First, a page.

President Joe Biden spoke to Chinese leader Xi Jinping on Feb. 10 about China’s unfair economic practices, the crackdown in Hong Kong, human rights abuses in Xinjiang, and assertive actions in the Indo-Pacific region, including toward Taiwan.
Biden and Xi have had a long relationship dating back years. But Wednesday marked the first time Biden interfaced with Xi as president of the United States. According to a readout of the call from the White House, “Biden affirmed his priorities of protecting the American people’s security, prosperity, health, and way of life, and preserving a free and open Indo-Pacific.”
“The two leaders also exchanged views on countering the COVID-19 pandemic, and the shared challenges of global health security, climate change, and preventing weapons proliferation,” the readout stated.
The call coincided with the Lunar New Year and Biden shared his greetings.
The call between the two leaders was highly anticipated and the topics covered serve as a brief outline of Biden’s priorities for his China policy. In confirmation hearings, several members of Biden’s administration would not call the Chinese Communist Party (CCP) an adversary and pivoted instead toward Biden’s definition of China as a key global competitor.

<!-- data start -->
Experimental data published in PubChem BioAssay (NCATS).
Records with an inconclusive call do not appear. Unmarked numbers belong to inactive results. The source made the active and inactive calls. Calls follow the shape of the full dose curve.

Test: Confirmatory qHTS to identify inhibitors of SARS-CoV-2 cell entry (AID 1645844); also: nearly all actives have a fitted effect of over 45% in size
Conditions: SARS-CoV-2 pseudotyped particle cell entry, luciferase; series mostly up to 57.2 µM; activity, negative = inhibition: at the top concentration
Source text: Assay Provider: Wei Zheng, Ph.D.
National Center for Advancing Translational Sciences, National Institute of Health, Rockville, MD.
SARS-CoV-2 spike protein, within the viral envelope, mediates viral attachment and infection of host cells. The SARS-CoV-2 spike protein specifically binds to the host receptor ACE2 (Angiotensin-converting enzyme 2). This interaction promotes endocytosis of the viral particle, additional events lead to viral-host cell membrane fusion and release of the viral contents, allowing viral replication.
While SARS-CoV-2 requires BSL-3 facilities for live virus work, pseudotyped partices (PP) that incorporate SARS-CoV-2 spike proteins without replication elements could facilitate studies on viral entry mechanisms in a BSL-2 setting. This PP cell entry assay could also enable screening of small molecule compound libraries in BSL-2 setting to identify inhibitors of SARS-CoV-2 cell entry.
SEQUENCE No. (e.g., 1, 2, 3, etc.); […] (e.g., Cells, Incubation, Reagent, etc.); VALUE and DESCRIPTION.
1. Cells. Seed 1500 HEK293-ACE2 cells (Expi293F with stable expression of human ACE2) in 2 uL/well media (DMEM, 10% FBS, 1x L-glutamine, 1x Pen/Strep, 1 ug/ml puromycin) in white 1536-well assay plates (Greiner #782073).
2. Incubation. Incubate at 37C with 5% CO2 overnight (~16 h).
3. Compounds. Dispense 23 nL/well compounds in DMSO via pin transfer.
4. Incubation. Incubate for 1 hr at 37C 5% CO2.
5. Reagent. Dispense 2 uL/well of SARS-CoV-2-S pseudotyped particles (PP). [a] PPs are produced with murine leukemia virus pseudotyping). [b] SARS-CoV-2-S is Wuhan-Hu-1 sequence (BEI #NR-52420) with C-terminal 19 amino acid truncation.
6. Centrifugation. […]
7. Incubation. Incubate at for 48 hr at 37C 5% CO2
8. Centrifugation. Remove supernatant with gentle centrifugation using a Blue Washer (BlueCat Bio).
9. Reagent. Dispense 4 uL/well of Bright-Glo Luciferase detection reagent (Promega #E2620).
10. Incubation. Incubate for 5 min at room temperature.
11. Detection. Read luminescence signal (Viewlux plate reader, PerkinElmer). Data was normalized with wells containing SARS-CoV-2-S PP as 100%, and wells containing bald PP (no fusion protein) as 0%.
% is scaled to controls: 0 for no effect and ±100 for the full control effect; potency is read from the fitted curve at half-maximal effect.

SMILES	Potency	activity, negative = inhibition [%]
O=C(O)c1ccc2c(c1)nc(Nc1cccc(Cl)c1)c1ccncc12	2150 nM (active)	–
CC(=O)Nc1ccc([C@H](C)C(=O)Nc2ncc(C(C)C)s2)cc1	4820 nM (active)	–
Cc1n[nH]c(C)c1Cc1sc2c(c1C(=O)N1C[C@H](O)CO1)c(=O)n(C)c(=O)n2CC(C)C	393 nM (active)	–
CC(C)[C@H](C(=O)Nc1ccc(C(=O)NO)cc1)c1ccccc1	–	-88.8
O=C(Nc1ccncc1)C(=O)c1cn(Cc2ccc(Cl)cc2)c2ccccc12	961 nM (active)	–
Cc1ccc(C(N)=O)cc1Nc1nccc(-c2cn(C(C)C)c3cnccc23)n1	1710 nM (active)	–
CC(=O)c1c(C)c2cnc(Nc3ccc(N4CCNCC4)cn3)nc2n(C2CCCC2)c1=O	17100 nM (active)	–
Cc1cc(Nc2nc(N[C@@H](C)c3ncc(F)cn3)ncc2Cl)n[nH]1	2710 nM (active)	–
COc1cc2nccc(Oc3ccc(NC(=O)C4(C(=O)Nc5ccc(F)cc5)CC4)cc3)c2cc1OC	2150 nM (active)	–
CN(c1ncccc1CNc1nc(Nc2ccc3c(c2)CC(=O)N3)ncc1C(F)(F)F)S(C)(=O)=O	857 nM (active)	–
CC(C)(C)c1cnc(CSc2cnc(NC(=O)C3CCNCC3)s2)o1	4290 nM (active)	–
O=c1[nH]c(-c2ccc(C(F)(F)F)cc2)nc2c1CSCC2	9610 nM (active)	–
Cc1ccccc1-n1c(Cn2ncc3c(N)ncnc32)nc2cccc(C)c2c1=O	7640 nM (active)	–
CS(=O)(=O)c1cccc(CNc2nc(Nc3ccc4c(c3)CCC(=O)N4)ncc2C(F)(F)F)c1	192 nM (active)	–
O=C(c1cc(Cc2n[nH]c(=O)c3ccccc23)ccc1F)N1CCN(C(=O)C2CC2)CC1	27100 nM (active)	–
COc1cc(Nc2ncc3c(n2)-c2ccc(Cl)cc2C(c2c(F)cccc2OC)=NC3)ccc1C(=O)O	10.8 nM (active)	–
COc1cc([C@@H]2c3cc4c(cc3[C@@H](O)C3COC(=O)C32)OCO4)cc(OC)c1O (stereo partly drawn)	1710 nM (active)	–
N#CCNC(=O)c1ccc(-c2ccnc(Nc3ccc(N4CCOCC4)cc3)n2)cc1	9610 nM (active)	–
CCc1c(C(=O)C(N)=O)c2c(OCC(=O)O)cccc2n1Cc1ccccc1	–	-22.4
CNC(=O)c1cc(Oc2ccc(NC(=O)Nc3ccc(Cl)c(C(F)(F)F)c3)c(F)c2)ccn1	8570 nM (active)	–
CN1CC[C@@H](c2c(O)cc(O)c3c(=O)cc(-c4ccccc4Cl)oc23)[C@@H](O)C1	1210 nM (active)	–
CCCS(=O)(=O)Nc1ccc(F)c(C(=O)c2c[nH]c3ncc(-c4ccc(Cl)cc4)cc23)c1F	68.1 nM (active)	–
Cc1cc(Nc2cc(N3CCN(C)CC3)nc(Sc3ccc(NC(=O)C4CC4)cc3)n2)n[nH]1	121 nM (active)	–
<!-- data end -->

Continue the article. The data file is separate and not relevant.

The administration of President Donald Trump enacted some of the toughest measures to counter the CCP in decades, including support and recognition of Taiwan and Hong Kong, and forming alliances in the Indo-Pacific to deter the CCP’s ambitions in the region. In the last days of the Trump administration, the State Department called the CCP’s treatment of Uyghurs and other minorities in Xinjiang a genocide.
The readout of Biden’s call doesn’t make clear if the president has signaled any change in course from the previous administration’s China policy.
Biden said on Wednesday that the U.S. Department of Defense will be conducting a review on how the military will handle the threat posed by China.
“It will require a whole-of-government effort, bipartisan cooperation in Congress, and strong alliances and partnerships,” Biden said at the Pentagon. “That’s how we’ll meet the China challenge and ensure the American people win the competition of the future.”
The review, he added, will help “chart a strong path forward on China-related matters.”
On Sunday, Biden told CBS News that the Chinese regime should expect “extreme competition” from the United States, although he said the relationship doesn’t necessarily need to be based on conflict. “We will confront China’s economic abuses,” Biden said, adding the regime is America’s “most serious competitor.”
Biden, however, said that he will take a different approach to the CCP than Trump—whose administration frequently criticized the regime for its rampant human rights violations, spreading of disinformation, and acts of non-compliance against the rules-based international order rooted in liberal democratic values.
Jack Phillips contributed to this report.